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Equilibrium Order-Disorder in Spinels
Article first published online: 2 JUN 2006
Journal of the American Ceramic Society
Volume 50, Issue 11, pages 578–583, November 1967
How to Cite
DATTA, R. K. and ROY, R. (1967), Equilibrium Order-Disorder in Spinels. Journal of the American Ceramic Society, 50: 578–583. doi: 10.1111/j.1151-2916.1967.tb15002.x
Presented at the Sixty-Fourth Annual Meeting, The American Ceramic Society, New York, N. Y., May 2, 1962 (Electronics Division, No. 12-L-62).
This work formed part of the research in Crystal Chemistry supported by the Institute of Exploratory Research of the United States Signal Corps Engineering Laboratories under Contract DA36–039 SC-85311 and appeared as Technical Report No. 3 with the Final Report dated October 20, 1961.
At the time this work was done the writers were, respectively, research associate, Department of Geophysics and Geochemistry, and director, Materials Research Laboratory, The Pennsylvania State University.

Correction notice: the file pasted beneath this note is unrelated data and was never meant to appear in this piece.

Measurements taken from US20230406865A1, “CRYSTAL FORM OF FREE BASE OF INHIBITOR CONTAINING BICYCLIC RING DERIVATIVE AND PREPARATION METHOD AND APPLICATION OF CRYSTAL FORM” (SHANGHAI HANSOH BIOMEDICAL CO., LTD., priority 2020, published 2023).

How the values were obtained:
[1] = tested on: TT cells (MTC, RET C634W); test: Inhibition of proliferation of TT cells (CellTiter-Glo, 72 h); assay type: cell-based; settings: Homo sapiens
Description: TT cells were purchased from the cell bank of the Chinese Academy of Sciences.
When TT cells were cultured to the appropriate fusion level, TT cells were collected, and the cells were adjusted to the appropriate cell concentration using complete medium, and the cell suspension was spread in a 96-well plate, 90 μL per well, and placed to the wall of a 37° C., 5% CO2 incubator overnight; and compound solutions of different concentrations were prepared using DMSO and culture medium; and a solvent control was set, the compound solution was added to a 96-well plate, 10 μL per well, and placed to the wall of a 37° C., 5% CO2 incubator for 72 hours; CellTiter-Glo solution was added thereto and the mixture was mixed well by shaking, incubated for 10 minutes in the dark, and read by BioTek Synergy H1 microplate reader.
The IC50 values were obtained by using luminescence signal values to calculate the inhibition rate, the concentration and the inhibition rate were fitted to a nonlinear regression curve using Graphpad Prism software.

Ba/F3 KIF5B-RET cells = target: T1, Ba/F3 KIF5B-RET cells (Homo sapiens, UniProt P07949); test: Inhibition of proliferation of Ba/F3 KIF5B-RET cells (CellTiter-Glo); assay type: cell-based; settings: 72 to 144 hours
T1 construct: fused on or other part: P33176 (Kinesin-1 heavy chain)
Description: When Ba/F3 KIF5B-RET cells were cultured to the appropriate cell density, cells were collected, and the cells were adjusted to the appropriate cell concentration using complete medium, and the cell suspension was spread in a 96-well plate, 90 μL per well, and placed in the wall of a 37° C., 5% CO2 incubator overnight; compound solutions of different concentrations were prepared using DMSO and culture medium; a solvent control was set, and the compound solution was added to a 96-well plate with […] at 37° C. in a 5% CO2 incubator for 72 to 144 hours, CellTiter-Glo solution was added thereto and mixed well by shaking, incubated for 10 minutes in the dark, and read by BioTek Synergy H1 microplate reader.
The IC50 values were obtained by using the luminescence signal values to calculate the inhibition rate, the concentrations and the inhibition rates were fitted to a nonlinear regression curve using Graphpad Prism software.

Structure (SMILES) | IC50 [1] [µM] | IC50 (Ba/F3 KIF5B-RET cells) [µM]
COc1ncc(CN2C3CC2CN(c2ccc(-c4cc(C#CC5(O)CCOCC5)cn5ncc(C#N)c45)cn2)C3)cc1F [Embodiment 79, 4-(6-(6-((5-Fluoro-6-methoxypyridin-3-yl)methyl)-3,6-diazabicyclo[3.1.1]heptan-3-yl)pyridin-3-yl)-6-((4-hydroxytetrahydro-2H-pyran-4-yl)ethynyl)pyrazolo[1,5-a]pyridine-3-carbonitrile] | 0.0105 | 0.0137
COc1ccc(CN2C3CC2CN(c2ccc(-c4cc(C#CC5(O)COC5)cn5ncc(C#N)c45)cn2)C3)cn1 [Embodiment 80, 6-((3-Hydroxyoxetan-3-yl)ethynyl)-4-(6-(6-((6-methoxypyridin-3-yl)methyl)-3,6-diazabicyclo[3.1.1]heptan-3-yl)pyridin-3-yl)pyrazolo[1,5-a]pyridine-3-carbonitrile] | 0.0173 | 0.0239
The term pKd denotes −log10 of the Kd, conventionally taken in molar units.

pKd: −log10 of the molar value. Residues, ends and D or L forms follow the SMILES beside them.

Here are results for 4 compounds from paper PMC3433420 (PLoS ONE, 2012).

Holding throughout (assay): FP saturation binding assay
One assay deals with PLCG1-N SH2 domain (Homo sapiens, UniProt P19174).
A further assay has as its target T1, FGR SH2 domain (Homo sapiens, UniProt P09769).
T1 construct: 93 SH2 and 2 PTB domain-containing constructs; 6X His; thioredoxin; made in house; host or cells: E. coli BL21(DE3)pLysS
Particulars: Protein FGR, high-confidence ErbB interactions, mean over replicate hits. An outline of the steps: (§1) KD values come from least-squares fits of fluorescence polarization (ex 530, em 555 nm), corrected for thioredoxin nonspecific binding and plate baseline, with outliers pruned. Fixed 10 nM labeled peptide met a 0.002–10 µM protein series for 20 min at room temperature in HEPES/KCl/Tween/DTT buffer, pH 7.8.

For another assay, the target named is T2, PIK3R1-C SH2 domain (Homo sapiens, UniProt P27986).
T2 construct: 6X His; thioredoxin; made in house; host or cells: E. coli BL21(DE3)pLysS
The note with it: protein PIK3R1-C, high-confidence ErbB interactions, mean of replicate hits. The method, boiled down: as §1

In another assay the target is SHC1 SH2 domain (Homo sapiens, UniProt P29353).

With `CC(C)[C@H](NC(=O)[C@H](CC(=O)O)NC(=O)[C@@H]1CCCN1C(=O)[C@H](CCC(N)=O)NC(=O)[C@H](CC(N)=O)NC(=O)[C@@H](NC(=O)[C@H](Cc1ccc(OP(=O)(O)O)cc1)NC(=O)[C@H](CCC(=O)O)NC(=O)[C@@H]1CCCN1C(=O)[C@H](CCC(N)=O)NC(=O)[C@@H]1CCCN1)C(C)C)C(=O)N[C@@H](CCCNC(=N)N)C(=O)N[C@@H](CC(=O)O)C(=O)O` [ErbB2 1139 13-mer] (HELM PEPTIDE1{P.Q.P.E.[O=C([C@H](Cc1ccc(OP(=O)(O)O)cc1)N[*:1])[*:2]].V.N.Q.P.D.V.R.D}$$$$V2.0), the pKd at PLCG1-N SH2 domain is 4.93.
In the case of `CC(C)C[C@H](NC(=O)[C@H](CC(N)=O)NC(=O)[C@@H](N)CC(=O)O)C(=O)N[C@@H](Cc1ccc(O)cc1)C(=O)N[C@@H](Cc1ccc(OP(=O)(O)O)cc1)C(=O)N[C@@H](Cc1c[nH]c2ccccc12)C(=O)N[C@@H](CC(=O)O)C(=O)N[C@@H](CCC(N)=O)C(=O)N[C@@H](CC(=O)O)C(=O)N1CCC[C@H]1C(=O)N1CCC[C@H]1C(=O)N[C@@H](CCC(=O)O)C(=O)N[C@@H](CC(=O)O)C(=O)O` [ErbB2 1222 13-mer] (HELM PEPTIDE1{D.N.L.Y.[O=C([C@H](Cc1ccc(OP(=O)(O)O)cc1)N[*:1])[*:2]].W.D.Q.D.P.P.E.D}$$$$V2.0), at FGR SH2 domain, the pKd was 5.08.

- Issue published online: 2 JUN 2006
- Article first published online: 2 JUN 2006
- Received November 15, 1966; revised copy received April 28, 1967.
The distribution of cations in different coordinations in the spinel structure as a function of equilibrium temperature was quantitatively determined for several phases. The spinels were synthesized and/or reacted at various temperatures and pressures. The relative X-ray intensities of various reflections of the quenched phases were measured and compared with intensities calculated for various models of cation distribution. In NiAl2O4 the cation arrangements at 600° and 1550°C are (Al1.0)IV(Ni1.0 Al1.0)VIO4 and (Ni0.25Al0.75)IV(Ni0.75Al1.25)VIO4, respectively. In Ni2GeO4, between 610° and 1400°C, the concentration of Ni2+ ions in tetrahedral sites increases from 0 to 23% and in octahedral sites it decreases from 100 to 77% of total nickel present. All these transitions were reversible under equilibrium conditions and can be classified as second-order “reconstructive transition of disorder.” Many spinels cannot be classified as normal or inverse but have a cation distribution which is an equilibrium function of the temperature.